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Development and Evaluation of Rehabilitation, Physiotherapy and Assistive Technologies, Robotics, Prosthetics and Implants, Mobility and Communication Tools, Home Automation and Telerehabilitation
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Background: Robotic exoskeleton devices enable individuals with lower extremity weakness to stand up and walk over ground with a full-weight bearing and reciprocal gait. Limited information is availab...
Background: Robotic exoskeleton devices enable individuals with lower extremity weakness to stand up and walk over ground with a full-weight bearing and reciprocal gait. Limited information is available on how an exoskeleton robotic affects gait characteristics. Objective: The purpose of this study was to examine whether wearing a robotic exoskeleton affects temporospatial parameters, kinematics, and muscle activity during gait. Methods: Fifteen healthy adults (age: 26.2±8.3 years, 6 men, 9 women) completed the study. Each participant performed walking under two conditions, with and without wearing a robotic exoskeleton (EKSO). A 10-camera motion analysis system synchronized with 6 force plates and a surface electromyographic (EMG) system captured temporospatial and kinematic gait parameters and lower extremity muscle activity. Five walking trials were collected for each condition and included for data analysis. Results: Differences were observed between the two conditions in temporospatial gait parameters of speed, stride length, and double limb support time. When wearing EKSO, hip and ankle range of motion were reduced and knee range of motion increased during the stance phase. However, during swing phase, knee and ankle range of motion were reduced when wearing exoskeleton bionic suit. EMG activity decreased bilaterally in the stance phase for all muscle groups of the lower extremities, and in the swing phase for the distal muscle groups (tibialis anterior and soleus) as well as left medial hamstrings when participants were wearing EKSO. Conclusions: Wearing EKSO altered temporospatial gait parameters, lower extremity kinematics and muscle activity during gait in healthy adults. EKSO appears to promote a type of gait that is disparate from normal gait in first time users. More research is needed to determine the impact on gait training with EKSO in people with gait impairments.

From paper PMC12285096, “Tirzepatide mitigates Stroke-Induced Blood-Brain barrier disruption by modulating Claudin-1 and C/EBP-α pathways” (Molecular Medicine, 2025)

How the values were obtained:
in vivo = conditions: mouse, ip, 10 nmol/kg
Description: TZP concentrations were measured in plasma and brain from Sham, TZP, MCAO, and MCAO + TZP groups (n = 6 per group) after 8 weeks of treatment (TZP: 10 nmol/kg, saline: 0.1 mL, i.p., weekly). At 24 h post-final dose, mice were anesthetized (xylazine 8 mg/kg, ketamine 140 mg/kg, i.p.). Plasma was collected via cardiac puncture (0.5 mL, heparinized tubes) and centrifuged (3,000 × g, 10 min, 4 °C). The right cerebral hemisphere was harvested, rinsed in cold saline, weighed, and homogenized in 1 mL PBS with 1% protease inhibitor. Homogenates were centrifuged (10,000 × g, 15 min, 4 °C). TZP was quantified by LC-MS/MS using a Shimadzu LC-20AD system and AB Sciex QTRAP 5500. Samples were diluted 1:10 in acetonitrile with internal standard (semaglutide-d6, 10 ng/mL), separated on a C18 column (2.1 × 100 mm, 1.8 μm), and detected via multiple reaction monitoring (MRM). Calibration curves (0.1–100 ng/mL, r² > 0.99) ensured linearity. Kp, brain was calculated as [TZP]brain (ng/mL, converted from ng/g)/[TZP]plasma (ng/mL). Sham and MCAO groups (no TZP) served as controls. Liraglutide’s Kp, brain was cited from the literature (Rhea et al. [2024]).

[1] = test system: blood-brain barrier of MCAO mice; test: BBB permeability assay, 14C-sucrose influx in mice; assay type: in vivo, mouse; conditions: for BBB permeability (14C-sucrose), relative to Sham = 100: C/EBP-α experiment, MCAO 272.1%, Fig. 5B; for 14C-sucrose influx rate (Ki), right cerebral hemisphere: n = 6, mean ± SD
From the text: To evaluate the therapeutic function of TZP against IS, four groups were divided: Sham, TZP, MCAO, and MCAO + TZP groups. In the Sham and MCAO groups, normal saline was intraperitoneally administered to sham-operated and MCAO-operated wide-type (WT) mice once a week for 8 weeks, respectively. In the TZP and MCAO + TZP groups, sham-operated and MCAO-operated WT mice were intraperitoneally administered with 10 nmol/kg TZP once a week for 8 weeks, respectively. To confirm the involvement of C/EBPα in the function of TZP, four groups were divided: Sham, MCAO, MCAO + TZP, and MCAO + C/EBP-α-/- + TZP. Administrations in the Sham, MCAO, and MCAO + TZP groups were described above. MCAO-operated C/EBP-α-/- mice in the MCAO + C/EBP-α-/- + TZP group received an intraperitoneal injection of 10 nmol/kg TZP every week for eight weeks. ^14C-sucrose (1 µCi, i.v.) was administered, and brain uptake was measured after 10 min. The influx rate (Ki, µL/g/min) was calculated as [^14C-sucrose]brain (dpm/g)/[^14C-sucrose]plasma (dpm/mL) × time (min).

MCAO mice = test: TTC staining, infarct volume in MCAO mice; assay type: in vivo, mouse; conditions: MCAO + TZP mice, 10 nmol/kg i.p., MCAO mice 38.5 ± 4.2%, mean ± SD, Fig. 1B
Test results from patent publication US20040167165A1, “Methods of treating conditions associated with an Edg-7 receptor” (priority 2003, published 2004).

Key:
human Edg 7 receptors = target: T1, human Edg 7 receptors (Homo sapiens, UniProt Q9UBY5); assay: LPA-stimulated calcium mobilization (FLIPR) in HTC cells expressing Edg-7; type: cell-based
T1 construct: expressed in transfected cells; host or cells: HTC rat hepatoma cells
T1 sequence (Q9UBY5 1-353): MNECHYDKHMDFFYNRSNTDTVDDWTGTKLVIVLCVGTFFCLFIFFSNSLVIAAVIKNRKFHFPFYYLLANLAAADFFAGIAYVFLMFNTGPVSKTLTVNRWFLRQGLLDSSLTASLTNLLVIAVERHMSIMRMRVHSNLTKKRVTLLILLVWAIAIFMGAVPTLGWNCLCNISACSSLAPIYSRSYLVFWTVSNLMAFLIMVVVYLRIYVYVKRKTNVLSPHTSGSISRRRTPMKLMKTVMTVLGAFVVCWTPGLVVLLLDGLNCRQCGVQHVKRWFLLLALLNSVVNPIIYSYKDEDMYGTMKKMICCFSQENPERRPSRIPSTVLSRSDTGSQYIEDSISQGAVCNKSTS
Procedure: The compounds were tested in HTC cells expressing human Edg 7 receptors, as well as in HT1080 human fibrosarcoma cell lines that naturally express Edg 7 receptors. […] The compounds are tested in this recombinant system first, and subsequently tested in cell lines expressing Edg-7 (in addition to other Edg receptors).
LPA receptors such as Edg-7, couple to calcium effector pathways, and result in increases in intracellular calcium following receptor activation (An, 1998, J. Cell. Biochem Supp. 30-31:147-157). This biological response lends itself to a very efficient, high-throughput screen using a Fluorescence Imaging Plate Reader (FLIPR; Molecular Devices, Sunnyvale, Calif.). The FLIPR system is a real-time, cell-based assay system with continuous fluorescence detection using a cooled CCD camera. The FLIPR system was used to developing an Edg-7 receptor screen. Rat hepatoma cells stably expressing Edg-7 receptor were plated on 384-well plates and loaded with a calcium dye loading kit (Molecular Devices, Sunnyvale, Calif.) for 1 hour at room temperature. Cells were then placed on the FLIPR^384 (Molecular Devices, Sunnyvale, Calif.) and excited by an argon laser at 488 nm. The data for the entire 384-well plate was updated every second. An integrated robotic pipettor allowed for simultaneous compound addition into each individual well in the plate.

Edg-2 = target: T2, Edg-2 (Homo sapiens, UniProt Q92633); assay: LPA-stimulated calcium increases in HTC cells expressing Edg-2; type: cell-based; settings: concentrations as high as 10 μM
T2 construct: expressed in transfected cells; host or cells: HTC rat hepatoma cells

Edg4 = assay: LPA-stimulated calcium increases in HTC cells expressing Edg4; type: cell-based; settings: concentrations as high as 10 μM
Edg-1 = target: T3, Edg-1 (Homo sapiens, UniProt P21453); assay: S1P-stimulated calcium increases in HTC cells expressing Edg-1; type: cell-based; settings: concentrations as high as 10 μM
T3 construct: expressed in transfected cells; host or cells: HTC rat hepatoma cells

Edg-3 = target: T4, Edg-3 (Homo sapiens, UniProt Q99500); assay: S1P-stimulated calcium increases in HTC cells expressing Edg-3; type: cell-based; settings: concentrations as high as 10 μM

Background: It is widely known that adults with mild learning disabilities (MLDs) face a plethora of inequalities when accessing effective healthcare. One aspect that significantly affects the comple...
Background: It is widely known that adults with mild learning disabilities (MLDs) face a plethora of inequalities when accessing effective healthcare. One aspect that significantly affects the complexity and outcome of primary care is communication. However, patients as well as staff often find it difficult to deliver information in a comprehensible manner, thus leading to a potential misdiagnosis or the individual’s needs remaining unknown. To date, research on how to promote communication within consultations involving adults with mild learning disabilities has largely centered on the development of communication booklets. Objective: This study assessed the potential of using mobile technologies to extract the needs of patients with MLDs and to promote communication during clinical consultations. Due to the lack of similar technologies available, we were interested in obtaining a set of design guidelines from a series of experts in order to shape the development of future technologies. Methods: The study drew on qualitative data and consisted of a 3-stage design process. Firstly, we extracted an initial set of design requirements from a purposive selection of experts in learning disabilities including 4 academics, 3 governmental advisors, 2 General Practitioners and a full-time support worker. We then designed a technology probe using these requirements and subsequently presented it to a subset (n=4) of the aforementioned experts during a round of usability studies. The feedback received was used to update the initial set of requirements extracted during stage 1. Results: A set of guidelines have been produced that may assist in the development of medical applications that target the complex needs of adults with mild learning disabilities. Factors that must be considered during the design process include: the specific health needs of the target population; consumers’ cognitive, motor, auditory and visual abilities; and literacy levels. Furthermore, such technologies should enable customizations to be made to its interface but should restrict patients in changing the content embedded within. Conclusions: The experts involved in the study were optimistic about the potential of embedding mobile technologies within the consultation process. They believe that such technologies could significantly improve communication by displaying information in a form understood by both practitioners and patients. The information provided may also be used by staff to shape the questions presented throughout thus alleviating potential time constraints. The guidelines identified throughout this paper will help to ensure more appropriate technologies are developed in the future.